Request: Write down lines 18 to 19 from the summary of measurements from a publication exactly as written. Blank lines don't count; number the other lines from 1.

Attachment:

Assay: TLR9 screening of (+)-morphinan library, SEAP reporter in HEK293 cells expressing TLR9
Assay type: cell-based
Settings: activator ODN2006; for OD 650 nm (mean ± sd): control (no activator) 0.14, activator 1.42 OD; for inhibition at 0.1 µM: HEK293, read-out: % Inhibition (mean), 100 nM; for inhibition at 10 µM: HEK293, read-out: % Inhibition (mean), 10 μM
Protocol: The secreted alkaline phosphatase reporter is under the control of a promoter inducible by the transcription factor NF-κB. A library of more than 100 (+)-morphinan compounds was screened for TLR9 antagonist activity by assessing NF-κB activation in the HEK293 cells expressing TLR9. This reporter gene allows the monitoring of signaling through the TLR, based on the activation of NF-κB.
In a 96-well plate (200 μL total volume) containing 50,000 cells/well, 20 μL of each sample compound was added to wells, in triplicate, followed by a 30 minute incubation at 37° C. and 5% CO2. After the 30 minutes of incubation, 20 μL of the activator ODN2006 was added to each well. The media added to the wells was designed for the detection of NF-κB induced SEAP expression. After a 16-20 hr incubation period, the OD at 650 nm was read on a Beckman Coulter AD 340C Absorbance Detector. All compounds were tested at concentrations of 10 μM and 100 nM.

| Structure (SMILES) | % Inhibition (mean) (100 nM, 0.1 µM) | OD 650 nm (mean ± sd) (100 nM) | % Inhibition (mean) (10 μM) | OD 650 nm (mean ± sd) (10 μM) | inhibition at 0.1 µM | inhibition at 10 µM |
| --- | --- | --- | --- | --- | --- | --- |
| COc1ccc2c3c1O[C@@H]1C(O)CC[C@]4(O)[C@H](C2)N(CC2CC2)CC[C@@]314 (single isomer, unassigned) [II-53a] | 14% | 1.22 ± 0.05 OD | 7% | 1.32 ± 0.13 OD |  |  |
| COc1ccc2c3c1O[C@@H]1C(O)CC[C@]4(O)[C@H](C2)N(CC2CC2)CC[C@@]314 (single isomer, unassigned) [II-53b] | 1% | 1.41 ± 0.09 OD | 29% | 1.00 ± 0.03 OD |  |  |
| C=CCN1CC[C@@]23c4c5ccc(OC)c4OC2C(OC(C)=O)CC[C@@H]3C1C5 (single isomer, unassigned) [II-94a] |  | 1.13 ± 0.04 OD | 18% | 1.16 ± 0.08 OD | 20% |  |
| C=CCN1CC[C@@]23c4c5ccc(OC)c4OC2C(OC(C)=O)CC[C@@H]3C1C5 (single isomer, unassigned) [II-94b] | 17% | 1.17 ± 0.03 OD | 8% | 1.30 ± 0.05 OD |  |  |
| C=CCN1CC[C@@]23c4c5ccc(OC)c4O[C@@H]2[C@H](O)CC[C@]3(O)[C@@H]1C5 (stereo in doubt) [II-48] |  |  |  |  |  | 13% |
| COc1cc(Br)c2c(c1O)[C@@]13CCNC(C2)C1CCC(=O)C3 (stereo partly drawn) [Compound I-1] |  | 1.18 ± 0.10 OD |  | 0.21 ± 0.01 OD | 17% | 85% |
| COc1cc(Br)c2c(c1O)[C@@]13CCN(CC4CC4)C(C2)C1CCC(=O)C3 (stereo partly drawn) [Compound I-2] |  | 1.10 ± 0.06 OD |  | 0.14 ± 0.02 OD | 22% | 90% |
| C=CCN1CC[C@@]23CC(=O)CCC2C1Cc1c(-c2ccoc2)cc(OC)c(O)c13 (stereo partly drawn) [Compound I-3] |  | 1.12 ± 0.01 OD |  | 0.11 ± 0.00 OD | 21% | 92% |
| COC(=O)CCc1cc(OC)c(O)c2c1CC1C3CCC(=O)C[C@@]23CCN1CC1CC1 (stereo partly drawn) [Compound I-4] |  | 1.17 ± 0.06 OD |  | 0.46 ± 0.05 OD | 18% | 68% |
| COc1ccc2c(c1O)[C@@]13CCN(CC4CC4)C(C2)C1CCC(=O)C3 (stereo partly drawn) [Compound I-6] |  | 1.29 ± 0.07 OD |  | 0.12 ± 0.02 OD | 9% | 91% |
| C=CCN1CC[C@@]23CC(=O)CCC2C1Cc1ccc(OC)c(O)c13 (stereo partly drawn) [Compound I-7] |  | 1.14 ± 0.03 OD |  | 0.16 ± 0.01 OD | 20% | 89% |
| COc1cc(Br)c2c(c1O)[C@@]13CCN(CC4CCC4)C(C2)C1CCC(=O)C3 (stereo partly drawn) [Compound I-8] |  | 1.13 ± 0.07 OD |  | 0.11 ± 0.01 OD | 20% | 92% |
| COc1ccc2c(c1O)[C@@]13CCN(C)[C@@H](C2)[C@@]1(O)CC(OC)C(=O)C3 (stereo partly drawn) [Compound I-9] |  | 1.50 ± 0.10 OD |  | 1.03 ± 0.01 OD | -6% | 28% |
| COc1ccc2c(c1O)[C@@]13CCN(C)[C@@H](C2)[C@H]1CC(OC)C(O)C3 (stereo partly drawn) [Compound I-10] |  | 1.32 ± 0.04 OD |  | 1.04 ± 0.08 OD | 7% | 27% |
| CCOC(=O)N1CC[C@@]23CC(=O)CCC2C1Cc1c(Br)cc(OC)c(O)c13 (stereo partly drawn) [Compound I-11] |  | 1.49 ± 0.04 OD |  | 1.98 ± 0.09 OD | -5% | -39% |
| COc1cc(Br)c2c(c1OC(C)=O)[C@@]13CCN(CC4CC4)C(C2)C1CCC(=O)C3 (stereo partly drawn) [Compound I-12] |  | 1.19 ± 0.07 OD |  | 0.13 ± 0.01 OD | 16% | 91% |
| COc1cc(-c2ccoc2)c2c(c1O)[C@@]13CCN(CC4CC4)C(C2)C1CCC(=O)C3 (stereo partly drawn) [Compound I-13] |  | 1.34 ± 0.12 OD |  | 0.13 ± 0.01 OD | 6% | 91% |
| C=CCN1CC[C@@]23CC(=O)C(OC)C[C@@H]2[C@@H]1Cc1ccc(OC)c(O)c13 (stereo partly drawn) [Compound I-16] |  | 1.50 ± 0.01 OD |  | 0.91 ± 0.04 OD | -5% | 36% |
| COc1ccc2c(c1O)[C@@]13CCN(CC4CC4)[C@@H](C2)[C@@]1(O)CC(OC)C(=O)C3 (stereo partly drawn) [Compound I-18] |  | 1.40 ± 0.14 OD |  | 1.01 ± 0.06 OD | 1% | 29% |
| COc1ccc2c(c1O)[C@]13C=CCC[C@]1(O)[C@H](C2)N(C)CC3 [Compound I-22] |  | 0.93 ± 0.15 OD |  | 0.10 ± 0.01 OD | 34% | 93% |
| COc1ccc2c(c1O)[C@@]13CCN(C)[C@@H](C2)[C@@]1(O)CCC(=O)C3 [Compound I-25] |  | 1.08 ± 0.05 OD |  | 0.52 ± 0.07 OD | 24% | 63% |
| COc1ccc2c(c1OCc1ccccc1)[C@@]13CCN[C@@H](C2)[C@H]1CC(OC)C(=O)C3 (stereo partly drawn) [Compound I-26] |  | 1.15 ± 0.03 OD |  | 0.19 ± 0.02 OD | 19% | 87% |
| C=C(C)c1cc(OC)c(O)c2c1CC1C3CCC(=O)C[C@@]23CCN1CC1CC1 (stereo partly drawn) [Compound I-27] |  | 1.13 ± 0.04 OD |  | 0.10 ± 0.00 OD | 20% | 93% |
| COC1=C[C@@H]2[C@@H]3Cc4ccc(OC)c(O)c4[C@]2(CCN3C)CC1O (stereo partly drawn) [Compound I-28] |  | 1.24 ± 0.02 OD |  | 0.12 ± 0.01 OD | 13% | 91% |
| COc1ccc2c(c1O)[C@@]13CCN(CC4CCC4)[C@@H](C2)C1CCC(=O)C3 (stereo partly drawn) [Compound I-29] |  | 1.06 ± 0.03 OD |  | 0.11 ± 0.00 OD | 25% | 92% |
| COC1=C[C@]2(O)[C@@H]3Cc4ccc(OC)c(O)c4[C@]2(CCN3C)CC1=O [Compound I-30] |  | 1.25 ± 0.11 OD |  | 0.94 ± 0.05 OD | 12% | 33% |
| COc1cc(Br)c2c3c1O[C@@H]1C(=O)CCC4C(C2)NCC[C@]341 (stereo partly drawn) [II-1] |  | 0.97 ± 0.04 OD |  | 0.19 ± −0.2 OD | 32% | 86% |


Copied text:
| C=CCN1CC[C@@]23CC(=O)CCC2C1Cc1ccc(OC)c(O)c13 (stereo partly drawn) [Compound I-7] |  | 1.14 ± 0.03 OD |  | 0.16 ± 0.01 OD | 20% | 89% |
| COc1cc(Br)c2c(c1O)[C@@]13CCN(CC4CCC4)C(C2)C1CCC(=O)C3 (stereo partly drawn) [Compound I-8] |  | 1.13 ± 0.07 OD |  | 0.11 ± 0.01 OD | 20% | 92% |